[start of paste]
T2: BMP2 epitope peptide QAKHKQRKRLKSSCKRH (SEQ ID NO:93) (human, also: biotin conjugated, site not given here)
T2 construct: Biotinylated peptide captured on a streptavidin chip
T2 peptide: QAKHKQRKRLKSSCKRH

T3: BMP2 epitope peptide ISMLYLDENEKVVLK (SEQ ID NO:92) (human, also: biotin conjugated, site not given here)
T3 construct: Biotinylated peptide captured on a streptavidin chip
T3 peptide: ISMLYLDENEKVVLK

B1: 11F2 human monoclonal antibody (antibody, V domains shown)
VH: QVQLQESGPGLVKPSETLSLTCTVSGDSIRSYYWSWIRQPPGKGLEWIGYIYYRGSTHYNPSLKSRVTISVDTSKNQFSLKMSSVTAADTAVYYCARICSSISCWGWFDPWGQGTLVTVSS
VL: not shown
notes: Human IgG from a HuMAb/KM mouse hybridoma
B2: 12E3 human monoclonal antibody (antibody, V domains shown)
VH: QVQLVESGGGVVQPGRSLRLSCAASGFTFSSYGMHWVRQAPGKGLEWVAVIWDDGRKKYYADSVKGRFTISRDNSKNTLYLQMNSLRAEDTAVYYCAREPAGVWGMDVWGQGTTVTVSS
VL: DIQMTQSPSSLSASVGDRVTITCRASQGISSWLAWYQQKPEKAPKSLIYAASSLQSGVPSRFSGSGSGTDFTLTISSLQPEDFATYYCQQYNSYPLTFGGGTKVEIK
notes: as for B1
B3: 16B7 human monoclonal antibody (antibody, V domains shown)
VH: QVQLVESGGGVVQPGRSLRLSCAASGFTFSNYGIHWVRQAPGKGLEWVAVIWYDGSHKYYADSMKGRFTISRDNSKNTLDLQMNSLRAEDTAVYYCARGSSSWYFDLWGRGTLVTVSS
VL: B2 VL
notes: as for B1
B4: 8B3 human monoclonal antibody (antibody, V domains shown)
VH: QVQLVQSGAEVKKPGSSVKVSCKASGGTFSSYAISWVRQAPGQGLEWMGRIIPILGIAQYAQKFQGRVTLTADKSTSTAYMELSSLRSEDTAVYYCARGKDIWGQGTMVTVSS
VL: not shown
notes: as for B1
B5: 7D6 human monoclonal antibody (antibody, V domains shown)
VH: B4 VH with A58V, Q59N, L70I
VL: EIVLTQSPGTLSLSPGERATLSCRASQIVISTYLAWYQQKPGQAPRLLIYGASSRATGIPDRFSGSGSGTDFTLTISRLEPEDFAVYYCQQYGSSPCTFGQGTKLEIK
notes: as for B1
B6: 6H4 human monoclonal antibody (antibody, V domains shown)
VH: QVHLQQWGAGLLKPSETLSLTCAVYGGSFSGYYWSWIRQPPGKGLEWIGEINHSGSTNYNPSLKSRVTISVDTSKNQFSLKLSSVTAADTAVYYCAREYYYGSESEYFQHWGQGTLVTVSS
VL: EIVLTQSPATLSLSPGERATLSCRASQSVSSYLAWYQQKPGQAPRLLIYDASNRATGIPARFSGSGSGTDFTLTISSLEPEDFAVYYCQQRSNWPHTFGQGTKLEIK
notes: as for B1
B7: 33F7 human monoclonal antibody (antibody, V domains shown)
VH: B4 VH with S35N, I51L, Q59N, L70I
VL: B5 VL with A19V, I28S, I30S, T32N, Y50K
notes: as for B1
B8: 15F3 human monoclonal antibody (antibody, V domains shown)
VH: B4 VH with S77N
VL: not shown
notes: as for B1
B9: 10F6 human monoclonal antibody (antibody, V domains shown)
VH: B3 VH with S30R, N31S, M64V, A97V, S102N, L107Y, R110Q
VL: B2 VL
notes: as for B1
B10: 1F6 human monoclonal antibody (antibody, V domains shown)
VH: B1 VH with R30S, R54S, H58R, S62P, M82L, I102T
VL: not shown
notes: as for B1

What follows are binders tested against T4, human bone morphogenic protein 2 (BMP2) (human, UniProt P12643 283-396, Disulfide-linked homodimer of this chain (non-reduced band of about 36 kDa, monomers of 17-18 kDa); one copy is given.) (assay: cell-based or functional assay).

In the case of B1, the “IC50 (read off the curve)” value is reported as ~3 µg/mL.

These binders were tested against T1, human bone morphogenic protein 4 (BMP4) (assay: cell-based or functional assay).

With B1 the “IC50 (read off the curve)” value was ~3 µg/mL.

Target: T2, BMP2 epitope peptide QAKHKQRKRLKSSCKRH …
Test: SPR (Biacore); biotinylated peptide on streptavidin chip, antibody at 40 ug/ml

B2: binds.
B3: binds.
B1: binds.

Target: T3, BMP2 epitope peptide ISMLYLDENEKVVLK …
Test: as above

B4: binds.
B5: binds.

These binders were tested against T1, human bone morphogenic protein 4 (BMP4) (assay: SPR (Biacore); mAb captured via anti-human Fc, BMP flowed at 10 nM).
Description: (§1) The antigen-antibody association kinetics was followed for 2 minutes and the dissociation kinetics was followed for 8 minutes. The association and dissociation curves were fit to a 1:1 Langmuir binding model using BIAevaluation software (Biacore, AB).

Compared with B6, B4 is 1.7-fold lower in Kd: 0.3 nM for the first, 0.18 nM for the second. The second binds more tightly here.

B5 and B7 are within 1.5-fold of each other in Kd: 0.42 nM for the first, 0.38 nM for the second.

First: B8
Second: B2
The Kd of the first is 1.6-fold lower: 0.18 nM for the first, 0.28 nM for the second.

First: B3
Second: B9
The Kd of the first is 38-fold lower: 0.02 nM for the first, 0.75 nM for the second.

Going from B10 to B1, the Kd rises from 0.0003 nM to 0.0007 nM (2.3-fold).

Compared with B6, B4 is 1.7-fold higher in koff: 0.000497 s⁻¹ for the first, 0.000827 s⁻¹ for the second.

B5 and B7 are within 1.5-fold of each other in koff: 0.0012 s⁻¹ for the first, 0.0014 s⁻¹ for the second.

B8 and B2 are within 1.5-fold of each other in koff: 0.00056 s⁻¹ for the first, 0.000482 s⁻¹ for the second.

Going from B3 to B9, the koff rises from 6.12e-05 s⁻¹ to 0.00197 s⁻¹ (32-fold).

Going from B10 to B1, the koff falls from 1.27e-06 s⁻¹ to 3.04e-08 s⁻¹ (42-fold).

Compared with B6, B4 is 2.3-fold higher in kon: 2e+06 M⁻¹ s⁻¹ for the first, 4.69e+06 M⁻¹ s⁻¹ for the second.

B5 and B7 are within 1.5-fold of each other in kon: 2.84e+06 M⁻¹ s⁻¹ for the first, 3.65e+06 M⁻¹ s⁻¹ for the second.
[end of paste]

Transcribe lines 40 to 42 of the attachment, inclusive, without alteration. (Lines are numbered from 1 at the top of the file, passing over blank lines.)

VH: B3 VH with S30R, N31S, M64V, A97V, S102N, L107Y, R110Q
VL: B2 VL
notes: as for B1